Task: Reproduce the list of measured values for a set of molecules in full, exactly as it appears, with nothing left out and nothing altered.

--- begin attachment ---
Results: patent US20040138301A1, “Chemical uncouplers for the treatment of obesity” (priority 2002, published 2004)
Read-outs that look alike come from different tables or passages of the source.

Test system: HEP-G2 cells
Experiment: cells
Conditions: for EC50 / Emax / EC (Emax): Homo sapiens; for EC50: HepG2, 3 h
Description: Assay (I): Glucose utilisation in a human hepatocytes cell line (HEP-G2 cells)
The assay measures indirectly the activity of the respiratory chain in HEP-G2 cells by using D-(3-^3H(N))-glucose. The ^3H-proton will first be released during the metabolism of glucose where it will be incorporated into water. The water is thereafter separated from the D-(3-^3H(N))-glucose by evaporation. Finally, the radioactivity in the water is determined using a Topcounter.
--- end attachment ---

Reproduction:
Results: patent US20040138301A1, “Chemical uncouplers for the treatment of obesity” (priority 2002, published 2004)
Read-outs that look alike come from different tables or passages of the source.

Test system: HEP-G2 cells
Experiment: cells
Conditions: for EC50 / Emax / EC (Emax): Homo sapiens; for EC50: HepG2, 3 h
Description: Assay (I): Glucose utilisation in a human hepatocytes cell line (HEP-G2 cells)
The assay measures indirectly the activity of the respiratory chain in HEP-G2 cells by using D-(3-^3H(N))-glucose. The ^3H-proton will first be released during the metabolism of glucose where it will be incorporated into water. The water is thereafter separated from the D-(3-^3H(N))-glucose by evaporation. Finally, the radioactivity in the water is determined using a Topcounter.